Collaboration of several telescopes on the ground and in space to detect gamma-ray bursts.

The collaborative efforts of numerous telescopes on both the ground and in space played a crucial role in unraveling the details of a significant astronomical event. This event serves as an excellent example of how satellites and telescopes can work in unison to witness and understand changes in the universe as they happen in real-time.
Upon the initial detection of the event, a rapid and comprehensive series of observations, conducted from both Earth-based and space telescopes, were set into motion. Instruments such as Swift were instrumental in locating the source in the sky and monitoring how its brightness evolved over time. These observations covered a wide range of the electromagnetic spectrum, including gamma-ray, X-ray, optical, infrared, and radio wavelengths. These multi-wavelength observations revealed several key characteristics of the event that are typical of a kilonova.
Kilonovae are known for their rapid nature. The material involved in the explosion expands swiftly. As this entire cloud of material expands, it cools off rapidly. Consequently, the peak of its emitted light becomes visible in the infrared part of the spectrum and gradually shifts to a redder hue over a period of days to weeks. This color shift, from the optical to the infrared and the redness of the light, are distinctive features that define kilonovae and helped astronomers classify this event as such.

GRB 230307A’s kilonova Emission Spectrum.

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This graphic presents a comparison between the spectral data of the kilonova associated with GRB 230307A, as observed by NASA’s James Webb Space Telescope, and a kilonova model. Both spectra exhibit a distinctive peak in the spectrum, specifically in the region linked to tellurium, marked in red. Notably, the detection of tellurium in this spectrum, an element even rarer than platinum on Earth, marks a significant milestone as it represents Webb’s first direct observation of a heavy element from a kilonova.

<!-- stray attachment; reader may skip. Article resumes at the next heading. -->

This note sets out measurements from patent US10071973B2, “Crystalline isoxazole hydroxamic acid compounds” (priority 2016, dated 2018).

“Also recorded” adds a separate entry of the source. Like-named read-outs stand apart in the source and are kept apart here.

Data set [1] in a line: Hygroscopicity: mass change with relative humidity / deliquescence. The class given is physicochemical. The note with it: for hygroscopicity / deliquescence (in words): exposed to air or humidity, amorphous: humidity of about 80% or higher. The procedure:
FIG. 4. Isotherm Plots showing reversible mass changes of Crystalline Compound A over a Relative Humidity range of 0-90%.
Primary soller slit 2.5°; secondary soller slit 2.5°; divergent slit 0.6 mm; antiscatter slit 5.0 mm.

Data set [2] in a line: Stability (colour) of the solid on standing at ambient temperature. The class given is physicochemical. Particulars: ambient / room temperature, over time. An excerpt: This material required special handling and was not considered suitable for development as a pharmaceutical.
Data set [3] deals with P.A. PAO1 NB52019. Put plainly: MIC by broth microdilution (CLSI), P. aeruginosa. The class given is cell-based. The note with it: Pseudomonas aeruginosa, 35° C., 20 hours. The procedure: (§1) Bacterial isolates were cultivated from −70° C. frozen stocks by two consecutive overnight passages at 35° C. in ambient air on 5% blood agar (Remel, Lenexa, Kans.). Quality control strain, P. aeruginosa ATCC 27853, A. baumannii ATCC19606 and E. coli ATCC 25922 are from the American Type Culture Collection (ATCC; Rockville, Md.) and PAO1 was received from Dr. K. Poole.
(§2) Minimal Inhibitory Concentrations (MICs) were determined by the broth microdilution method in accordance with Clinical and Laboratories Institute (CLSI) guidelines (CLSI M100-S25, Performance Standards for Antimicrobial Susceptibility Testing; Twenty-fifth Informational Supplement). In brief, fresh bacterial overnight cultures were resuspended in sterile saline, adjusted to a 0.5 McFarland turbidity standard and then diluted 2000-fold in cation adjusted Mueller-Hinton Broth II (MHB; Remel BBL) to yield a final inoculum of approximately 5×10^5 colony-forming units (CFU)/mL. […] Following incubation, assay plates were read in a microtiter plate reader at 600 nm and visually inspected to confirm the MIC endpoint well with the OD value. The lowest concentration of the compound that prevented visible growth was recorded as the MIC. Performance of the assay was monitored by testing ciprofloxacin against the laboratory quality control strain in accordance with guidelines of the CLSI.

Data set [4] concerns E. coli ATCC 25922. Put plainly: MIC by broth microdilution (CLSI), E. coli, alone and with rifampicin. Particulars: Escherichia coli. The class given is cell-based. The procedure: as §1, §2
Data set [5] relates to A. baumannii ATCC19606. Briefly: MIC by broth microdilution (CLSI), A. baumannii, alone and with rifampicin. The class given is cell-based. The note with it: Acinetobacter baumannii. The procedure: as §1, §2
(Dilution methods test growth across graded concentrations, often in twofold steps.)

The conditions at the time of observation were optimal for the James Webb Space Telescope’s NIRCam (Near-Infrared Camera) and NIRSpec (Near-Infrared Spectrograph) instruments to investigate this dynamic environment. The spectrum shows broad lines, indicating the high-speed ejection of material. However, one feature stands out—the presence of tellurium, which emits light in the spectrum.

Webb’s sensitive infrared capabilities also allowed scientists to pinpoint the originating location of the two neutron stars that led to the formation of this kilonova. These neutron stars were part of a binary system in a spiral galaxy, located roughly 120,000 light-years away from the kilonova’s point of origin. Despite experiencing two separate supernova explosions, which transformed one of the stars into a neutron star, the binary system of neutron stars remained gravitationally bound and was eventually ejected from their home galaxy. These neutron stars traveled a vast distance, roughly equivalent to the diameter of the Milky Way galaxy, before merging several hundred million years later.

The prospects for discovering more kilonovae in the future are bright, thanks to the increasing collaboration between space and ground-based telescopes, enabling astronomers to study dynamic changes in the universe. Instruments like the James Webb Space Telescope can delve deeper into space, while upcoming telescopes, like the Nancy Grace Roman Space Telescope, with its remarkable field of view, will enhance our ability to track the occurrence and characteristics of such astronomical explosions.

In summary, the findings discussed in this study have been published in the journal Nature, and they highlight the transformative capabilities of Webb and its potential to further our understanding of the universe as we explore even heavier elements in space.